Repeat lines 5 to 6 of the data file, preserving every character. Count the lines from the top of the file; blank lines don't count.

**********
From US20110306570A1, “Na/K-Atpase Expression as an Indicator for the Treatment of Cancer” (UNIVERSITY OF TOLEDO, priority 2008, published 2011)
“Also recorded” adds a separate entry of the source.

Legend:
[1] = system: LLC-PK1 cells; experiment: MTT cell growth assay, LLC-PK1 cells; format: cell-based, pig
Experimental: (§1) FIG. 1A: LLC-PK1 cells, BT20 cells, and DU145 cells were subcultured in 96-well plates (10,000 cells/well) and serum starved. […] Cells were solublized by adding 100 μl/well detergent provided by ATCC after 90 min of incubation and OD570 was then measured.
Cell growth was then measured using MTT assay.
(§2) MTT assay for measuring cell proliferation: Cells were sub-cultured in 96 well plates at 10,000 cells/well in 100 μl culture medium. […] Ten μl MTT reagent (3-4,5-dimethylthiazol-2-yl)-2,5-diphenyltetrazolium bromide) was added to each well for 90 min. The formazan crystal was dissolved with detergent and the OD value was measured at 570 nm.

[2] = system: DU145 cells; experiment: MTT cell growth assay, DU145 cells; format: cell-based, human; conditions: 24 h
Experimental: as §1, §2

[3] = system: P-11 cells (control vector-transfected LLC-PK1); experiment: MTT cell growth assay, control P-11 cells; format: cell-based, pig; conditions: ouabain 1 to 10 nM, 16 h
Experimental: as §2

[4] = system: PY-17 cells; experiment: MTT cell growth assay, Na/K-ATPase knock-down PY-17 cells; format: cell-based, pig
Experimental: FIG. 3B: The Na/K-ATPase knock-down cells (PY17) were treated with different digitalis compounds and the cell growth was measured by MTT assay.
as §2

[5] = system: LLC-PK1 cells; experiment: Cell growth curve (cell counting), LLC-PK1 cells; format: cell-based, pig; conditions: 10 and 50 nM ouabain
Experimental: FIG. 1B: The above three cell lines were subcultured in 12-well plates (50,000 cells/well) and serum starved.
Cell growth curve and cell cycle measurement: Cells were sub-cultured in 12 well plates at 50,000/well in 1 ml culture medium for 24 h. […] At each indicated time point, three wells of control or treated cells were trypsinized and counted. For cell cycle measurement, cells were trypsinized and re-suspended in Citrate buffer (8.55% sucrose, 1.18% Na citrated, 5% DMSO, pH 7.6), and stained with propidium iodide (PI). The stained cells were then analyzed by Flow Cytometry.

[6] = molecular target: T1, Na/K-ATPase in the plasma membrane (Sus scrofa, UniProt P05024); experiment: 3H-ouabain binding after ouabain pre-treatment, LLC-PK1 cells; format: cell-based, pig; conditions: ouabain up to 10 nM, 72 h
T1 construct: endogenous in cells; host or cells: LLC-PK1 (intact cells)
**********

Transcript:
Experimental: (§1) FIG. 1A: LLC-PK1 cells, BT20 cells, and DU145 cells were subcultured in 96-well plates (10,000 cells/well) and serum starved. […] Cells were solublized by adding 100 μl/well detergent provided by ATCC after 90 min of incubation and OD570 was then measured.
Cell growth was then measured using MTT assay.